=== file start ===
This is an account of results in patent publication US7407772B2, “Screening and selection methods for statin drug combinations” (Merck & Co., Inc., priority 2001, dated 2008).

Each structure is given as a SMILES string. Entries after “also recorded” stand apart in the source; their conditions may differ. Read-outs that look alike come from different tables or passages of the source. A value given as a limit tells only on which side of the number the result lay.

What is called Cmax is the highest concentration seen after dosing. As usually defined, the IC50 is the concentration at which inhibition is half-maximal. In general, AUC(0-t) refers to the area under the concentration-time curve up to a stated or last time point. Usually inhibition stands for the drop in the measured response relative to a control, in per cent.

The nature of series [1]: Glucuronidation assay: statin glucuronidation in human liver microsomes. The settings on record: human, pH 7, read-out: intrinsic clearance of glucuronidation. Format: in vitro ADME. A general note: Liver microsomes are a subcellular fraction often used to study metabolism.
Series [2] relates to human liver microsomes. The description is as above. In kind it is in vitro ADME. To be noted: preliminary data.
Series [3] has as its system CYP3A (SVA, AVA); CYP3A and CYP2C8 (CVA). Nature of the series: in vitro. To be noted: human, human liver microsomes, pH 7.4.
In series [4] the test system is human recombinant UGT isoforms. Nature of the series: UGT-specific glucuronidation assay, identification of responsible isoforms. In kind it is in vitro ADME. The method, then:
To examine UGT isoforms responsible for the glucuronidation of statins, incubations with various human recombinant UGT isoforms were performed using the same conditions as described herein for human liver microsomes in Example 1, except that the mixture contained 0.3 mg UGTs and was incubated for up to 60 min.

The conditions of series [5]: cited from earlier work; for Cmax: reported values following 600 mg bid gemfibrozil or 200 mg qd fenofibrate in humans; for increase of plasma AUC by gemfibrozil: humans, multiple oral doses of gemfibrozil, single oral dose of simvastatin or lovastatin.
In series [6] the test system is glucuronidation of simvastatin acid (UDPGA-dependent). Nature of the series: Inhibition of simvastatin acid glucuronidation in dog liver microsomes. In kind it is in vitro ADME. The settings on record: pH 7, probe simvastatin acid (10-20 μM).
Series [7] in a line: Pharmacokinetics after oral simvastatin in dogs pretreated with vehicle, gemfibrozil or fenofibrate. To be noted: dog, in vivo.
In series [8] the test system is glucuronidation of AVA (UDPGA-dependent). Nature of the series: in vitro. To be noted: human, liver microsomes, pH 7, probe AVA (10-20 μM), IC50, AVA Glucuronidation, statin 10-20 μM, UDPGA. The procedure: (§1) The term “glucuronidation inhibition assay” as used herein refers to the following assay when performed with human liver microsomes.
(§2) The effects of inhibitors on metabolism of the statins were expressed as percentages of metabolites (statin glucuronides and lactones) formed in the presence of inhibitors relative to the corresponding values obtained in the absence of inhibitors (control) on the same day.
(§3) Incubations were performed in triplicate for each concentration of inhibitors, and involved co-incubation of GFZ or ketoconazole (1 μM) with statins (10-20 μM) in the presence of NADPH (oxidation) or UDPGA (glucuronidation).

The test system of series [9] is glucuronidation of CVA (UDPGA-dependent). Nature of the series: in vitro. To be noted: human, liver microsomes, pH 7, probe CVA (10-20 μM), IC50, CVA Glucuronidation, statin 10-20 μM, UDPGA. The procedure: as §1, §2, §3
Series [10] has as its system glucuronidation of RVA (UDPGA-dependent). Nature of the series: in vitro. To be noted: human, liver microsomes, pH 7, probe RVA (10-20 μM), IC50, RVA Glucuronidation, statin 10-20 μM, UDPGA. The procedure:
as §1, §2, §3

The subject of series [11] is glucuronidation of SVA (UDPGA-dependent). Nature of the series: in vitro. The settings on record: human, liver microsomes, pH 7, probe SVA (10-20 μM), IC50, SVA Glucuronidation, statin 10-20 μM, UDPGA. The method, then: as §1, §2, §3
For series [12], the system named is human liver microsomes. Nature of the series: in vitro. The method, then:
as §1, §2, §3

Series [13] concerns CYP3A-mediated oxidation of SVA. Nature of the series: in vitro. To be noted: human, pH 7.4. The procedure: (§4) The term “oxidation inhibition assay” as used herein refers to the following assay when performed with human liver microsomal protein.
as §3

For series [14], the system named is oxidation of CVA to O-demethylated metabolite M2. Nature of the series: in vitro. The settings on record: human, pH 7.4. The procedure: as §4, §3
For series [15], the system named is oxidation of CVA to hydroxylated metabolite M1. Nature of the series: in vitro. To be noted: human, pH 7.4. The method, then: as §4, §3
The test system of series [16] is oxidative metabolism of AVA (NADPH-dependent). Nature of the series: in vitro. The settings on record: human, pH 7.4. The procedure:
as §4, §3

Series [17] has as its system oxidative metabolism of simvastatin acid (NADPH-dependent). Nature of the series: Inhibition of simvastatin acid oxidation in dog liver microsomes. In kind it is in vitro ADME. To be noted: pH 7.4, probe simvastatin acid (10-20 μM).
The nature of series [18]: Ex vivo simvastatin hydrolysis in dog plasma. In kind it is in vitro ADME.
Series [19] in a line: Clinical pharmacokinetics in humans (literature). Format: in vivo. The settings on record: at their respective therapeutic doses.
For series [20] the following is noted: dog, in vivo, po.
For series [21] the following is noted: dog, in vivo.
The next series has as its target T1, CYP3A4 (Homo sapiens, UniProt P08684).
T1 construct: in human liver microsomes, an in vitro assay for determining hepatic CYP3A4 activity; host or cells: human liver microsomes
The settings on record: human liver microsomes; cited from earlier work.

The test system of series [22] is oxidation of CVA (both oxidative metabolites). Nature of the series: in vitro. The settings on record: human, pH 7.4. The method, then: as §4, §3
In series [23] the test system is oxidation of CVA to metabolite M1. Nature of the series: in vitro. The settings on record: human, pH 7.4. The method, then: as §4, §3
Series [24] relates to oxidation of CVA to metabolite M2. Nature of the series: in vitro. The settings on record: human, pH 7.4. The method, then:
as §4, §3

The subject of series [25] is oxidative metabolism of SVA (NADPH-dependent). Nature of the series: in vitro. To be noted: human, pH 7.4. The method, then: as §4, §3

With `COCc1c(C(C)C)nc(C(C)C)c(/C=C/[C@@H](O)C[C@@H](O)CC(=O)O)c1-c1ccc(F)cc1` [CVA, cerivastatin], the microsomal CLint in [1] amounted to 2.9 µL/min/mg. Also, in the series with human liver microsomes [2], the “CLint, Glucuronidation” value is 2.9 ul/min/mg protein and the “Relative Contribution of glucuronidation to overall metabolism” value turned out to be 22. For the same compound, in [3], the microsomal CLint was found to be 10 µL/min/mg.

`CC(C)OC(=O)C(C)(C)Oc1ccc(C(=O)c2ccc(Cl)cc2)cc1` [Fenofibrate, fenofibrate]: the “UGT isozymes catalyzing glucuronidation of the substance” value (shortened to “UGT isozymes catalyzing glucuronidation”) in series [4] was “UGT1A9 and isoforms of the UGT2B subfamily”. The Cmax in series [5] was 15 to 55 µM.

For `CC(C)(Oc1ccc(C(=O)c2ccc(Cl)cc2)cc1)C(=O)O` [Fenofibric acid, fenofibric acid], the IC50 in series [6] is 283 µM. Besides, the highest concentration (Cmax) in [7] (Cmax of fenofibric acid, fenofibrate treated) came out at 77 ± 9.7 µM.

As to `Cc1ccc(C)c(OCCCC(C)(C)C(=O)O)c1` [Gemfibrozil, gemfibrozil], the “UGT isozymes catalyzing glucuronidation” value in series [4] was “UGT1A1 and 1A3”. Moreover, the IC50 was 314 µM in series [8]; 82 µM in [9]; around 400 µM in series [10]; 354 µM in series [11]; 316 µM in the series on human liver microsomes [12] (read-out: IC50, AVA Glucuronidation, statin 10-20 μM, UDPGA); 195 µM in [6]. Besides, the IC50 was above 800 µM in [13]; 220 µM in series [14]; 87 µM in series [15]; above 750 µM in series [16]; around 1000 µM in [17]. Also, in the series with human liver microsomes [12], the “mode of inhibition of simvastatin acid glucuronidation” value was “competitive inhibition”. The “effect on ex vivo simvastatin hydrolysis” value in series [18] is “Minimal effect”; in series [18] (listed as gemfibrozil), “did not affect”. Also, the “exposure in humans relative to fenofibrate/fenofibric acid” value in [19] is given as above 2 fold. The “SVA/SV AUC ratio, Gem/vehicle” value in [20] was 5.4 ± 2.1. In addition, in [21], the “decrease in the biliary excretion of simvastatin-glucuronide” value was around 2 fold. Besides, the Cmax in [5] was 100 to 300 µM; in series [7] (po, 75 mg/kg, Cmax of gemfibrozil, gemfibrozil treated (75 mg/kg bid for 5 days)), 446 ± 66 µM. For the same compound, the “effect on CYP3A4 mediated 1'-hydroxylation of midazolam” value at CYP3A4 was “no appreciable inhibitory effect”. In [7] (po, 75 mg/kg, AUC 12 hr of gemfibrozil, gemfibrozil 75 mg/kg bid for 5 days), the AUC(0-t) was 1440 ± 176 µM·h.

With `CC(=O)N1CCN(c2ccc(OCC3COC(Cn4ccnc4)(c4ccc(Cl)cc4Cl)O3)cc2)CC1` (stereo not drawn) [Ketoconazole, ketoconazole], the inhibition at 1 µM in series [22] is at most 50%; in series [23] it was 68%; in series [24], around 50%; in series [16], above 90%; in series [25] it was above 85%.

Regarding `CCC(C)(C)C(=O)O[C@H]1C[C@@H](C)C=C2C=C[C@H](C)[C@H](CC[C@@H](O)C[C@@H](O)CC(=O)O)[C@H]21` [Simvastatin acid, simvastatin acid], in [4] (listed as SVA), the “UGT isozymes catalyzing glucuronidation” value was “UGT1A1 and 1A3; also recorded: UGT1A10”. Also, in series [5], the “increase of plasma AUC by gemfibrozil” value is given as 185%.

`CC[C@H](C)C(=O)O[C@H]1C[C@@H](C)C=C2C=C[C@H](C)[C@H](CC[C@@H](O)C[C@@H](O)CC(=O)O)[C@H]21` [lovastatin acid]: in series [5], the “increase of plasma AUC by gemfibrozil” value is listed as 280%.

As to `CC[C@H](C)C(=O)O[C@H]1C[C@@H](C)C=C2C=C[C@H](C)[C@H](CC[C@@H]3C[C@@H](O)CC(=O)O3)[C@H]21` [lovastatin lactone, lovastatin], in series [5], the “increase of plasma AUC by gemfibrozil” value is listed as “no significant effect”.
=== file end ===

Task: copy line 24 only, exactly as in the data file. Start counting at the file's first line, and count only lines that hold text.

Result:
For series [15], the system named is oxidation of CVA to hydroxylated metabolite M1. Nature of the series: in vitro. To be noted: human, pH 7.4. The method, then: as §4, §3